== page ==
Meanwhile, Peel points out beef, pork and poultry production was record large in the first quarter and is projected to be record large this year at 109.3 billion lbs., 4.3% more than last year. Beef production is projected to be 1.9% higher year over year at 27.7 billion lbs.
Industry losses measured in billions
    Glynn Tonsor, agricultural economist at Kansas State University estimates economic losses in the cattle industry, due to COVID-19, at $7.98 billion to $9.44 billion, representing two broad approaches for approximating damages for the U.S. cattle sector.
    Up front, Tonsor em-phasizes the estimates are not to be taken as final, precise estimates, but as a timely broad approximations to offer the industry context.
    Tonsor arrived at the $7.98 billion estimate by considering recent price estimates and cattle inventory.
    For prices, Tonsor utilized estimates updated in the middle of March by the Livestock Marketing Infor-mation Center (LMIC).
Compared to January:
    •LMIC reduced the first-quarter price estimate for fed cattle (1,400 lbs.) by $7 to $117/cwt.; $18 less in the second quarter to $103.50.
    •LMIC reduced the first-quarter price estimate for feeder cattle (750 lbs.) by $5 to $140.50/cwt.; $23.50 less in the second quarter to $124.50.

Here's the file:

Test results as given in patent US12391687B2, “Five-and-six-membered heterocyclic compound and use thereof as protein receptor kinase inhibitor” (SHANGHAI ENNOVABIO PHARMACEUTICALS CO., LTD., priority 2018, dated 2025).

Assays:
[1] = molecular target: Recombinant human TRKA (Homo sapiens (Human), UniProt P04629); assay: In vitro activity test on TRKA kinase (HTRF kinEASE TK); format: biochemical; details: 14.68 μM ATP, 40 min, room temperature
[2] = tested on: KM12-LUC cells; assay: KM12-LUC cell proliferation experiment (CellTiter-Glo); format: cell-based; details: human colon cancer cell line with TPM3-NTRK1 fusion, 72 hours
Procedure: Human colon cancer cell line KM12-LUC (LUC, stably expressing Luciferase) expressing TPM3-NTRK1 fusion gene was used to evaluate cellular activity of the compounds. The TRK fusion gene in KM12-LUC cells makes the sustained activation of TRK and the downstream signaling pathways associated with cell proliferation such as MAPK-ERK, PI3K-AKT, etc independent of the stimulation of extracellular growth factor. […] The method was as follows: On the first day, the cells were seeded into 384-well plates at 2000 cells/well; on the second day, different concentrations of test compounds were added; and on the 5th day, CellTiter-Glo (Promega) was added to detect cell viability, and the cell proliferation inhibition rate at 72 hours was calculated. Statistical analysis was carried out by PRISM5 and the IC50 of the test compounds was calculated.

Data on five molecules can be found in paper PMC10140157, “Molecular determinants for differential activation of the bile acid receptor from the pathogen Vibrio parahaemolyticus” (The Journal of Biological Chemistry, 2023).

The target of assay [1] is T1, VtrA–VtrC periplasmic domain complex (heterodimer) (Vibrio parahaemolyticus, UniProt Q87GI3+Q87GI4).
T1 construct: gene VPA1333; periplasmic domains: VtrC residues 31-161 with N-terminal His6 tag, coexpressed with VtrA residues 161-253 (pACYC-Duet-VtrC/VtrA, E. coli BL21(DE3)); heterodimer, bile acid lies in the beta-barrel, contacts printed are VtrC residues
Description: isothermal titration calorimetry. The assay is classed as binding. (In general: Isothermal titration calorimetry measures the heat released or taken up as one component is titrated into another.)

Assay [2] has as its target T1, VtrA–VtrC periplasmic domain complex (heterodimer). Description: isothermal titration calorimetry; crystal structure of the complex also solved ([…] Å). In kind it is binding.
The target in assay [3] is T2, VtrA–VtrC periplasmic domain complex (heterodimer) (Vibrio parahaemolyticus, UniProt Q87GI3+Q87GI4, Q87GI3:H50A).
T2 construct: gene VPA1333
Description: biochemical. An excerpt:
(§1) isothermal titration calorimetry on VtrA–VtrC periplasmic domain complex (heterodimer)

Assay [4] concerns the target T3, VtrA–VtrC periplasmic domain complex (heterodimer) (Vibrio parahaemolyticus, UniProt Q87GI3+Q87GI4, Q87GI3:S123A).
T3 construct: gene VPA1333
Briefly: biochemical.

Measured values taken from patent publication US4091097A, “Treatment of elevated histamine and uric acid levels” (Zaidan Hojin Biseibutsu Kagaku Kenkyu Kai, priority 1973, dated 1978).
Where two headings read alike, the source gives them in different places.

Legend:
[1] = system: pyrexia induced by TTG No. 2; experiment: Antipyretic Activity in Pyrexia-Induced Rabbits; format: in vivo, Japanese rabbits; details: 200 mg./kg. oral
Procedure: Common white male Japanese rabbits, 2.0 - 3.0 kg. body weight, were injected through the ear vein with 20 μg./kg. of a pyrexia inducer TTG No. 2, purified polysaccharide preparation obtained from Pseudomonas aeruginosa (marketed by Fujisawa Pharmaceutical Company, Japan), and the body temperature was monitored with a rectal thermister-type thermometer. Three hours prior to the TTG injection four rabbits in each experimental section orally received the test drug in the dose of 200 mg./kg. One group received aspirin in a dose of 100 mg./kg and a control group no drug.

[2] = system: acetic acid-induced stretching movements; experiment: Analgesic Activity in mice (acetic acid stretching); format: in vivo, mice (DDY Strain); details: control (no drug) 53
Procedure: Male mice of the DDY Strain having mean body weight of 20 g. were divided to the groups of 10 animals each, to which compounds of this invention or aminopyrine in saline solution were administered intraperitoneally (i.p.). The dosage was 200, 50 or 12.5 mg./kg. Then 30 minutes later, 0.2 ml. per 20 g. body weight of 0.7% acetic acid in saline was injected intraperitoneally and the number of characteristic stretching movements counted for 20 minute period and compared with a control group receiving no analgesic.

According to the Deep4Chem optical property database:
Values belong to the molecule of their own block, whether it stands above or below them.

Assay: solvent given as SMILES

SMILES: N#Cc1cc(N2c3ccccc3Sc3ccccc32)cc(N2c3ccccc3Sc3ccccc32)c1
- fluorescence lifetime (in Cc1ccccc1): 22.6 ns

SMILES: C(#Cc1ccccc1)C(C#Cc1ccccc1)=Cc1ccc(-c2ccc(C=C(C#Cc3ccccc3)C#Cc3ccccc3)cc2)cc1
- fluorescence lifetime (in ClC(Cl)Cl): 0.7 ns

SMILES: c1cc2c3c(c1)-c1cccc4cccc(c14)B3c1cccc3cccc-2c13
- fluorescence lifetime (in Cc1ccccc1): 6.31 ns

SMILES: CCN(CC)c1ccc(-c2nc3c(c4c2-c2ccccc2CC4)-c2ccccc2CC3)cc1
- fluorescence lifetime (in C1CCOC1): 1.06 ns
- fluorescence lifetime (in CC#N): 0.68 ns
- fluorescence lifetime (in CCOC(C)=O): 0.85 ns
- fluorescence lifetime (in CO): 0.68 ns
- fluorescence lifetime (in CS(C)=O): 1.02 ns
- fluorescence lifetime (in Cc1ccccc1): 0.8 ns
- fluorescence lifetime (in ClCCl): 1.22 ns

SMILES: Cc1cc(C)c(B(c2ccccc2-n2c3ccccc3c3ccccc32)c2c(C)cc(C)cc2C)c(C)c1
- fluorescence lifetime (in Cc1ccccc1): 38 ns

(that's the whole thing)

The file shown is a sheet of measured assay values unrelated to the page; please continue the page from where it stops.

•LMIC increased the first-quarter price estimate for calves (550 lbs.) by $4 to $170/cwt., but reduced second-quarter expectations by $20 to $149.50.
    You can find price estimates for the other quarters in Tonsor’s factsheet, found at
    Bottom line, Tonsor estimates per-head damage for the year at $126 for fed cattle, $98 for feeder cattle, and $58 for calves.
    “Moving from damages per head to an economic impact estimate requires an inventory-impacted number,” Tonsor explains. “USDA NASS estimated the total beef cow inventory to be 31.32 million head in their January Cattle report. If we approximate that for every 100 cows we ultimately have 92 offspring sold, this would suggest, for a full calendar year, 28.81 million calves will be sold by the cow-calf sector. Proceeding forward, presuming 2% death loss rates for subsequent sectors, results in 28.24 million feeder cattle and 27.67 million fed cattle being sold, subsequently.”
    The other approach Tonsor took, which arrives at $9.44 billion in losses, considers declining Feeder Cattle and Live Cattle futures prices. Again, you can see Tonsor’s path to the calculation in the aforementioned factsheet.
    Congress enacted the $2 trillion Coronavirus Aid, Relief, and Economic Security (CARES) Act Mar. 27, in order to provide emergency assistance and health care response for individuals, families, and businesses affected by the 2020 coronavirus pandemic. It contains $9.5 billion in assistance for agriculture producers who have been impacted by COVID-19, along with a $14 billion replenishment to the Com-modity Credit Corpora-tion.
    “The passage of the Coronavirus response legislation will provide much needed relief to Americans across this country, especially workers and small-business owners who have been impacted by COVID-19,” said Agriculture Secretary, Sonny Perdue. “At USDA we will deliver relief assistance to farmers and ranchers as quickly as possible.”